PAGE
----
Mere millionaires can be involved too. Or those with even less.
Private equity investments are called "private" because they involve buying shares or an ownership stake in private companies or funds, rather than ones traded publicly on the stock market.
Adding private equity to your portfolio opens up a broad new world of investment opportunities that can offer above-average returns. Here's what you need to know before getting started with private equity investing.
Investing in private equity is a little like dining at a private, members-only club, as opposed to eating in a restaurant that's open to the public.
At its core, private equity consists of investment opportunities in companies or business ventures that are not available on any of the open, public financial markets. They don't have shares that trade daily on a stock exchange, like the Nasdaq or New York Stock Exchange.
Unlike publicly traded stocks or mutual funds and ETFs, private equity funds are not regulated by the Securities and Exchange Commission (SEC), which means they are typically more appropriate for knowledgeable and experienced investors.
Investing in private equity ventures done through private funds, run by private equity firms with specific investment strategies and areas of expertise.
The vast majority of investors in a private equity fund are known as limited partners (LPs): They simply put up the capital, receiving an ownership stake or shares in the fund in return. In contrast, the fund's general partners (GPs) are responsible for managing and executing the fund's investments. They own a smaller percentage of the shares, too.
In essence, private equity funds gather large sums of money from investors who are in it for the long haul. This money is used to restructure or revamp a struggling company, fund acquisitions and start-ups, or take a company public.
Private equity often requires long investment holding periods, because it takes a while before projects like turning around a troubled firm or launching an initial public offering (IPO) can garner positive returns. The average lifespan of a private equity fund is about 10 years.
At the end of the period, investors get their money back, plus hefty (hopefully) profits raised from sales and IPOs. In certain cases, like that of a real estate limited partnership, investors may also earn regular income along the way, but most of the return is paid at the end.
Private equity funds are out of reach for many investors because they tend to have substantial minimum contribution requirements.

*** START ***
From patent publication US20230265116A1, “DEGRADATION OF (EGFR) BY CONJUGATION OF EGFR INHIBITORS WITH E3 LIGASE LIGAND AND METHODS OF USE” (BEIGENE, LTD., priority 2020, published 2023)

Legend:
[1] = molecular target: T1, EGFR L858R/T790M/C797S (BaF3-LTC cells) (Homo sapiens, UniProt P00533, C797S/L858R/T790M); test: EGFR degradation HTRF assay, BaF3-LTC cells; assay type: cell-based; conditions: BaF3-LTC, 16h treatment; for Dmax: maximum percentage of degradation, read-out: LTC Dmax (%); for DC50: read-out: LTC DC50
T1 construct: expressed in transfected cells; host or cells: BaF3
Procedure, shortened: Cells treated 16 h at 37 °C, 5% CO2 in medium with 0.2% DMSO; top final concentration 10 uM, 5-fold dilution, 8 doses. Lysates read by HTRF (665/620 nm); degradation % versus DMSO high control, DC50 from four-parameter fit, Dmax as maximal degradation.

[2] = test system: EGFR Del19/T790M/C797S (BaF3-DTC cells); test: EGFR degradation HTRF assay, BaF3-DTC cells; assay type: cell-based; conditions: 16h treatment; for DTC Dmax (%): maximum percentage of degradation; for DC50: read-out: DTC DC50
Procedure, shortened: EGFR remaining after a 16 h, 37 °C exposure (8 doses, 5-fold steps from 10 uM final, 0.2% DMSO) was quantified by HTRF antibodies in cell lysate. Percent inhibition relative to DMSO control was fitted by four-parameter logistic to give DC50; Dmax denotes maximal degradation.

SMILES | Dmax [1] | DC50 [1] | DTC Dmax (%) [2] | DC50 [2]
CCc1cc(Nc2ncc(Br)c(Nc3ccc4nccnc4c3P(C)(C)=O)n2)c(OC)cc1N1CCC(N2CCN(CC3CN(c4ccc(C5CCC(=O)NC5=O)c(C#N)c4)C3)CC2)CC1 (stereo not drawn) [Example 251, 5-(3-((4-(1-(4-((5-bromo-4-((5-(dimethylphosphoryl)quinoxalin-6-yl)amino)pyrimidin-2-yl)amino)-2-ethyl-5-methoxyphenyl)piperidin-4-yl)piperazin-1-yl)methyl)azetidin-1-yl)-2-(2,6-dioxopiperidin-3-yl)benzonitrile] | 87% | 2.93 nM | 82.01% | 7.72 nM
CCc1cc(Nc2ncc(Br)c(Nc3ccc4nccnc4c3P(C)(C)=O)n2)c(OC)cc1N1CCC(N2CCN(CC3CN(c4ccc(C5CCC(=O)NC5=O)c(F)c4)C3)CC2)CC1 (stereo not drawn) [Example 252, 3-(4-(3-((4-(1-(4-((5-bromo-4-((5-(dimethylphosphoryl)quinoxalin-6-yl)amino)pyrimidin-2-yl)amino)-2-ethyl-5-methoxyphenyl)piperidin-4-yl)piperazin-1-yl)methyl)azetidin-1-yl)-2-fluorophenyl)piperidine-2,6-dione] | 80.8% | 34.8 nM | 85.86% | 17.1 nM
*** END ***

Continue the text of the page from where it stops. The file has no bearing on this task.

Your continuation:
How substantial? Let's put it this way: Some private equity funds will allow you to buy in for as little as $250,000. Others have capital contribution requirements that reach up into the millions.
Many private equity funds are only available to institutional and accredited investors, who are thought to be more experienced and thus able to take on the risk of investing in securities not regulated by the SEC. An accredited investor is one with a net worth exceeding $1 million who's earned an income above $200,000 — or $300,000 if filing jointly — for the past two years.
Private equity investments take a variety of shapes.
Distressed funding deals with struggling businesses that have filed for Chapter 11 bankruptcy, allowing them to seek help by agreeing to restructure their business model and create a repayment plan for their debts. In some cases, private equity firms intend to help these businesses by changing up the management and turning the business around. In other cases, it's more about selling the business's assets for a profit.
A leveraged buyout also involves buying a struggling business, but this time, the goal is for the business to improve its model before being sold for a profit, or issuing an IPO. This type of buyout is the most common form of private equity investment and is often handled by buyout specialists.
Venture capital investing involves offering start-up or early-stage funding for entrepreneurs aiming to ramp up their businesses. It can include providing Series A funding, which is aimed at helping the business optimize its user base and product offerings after demonstrating clear potential.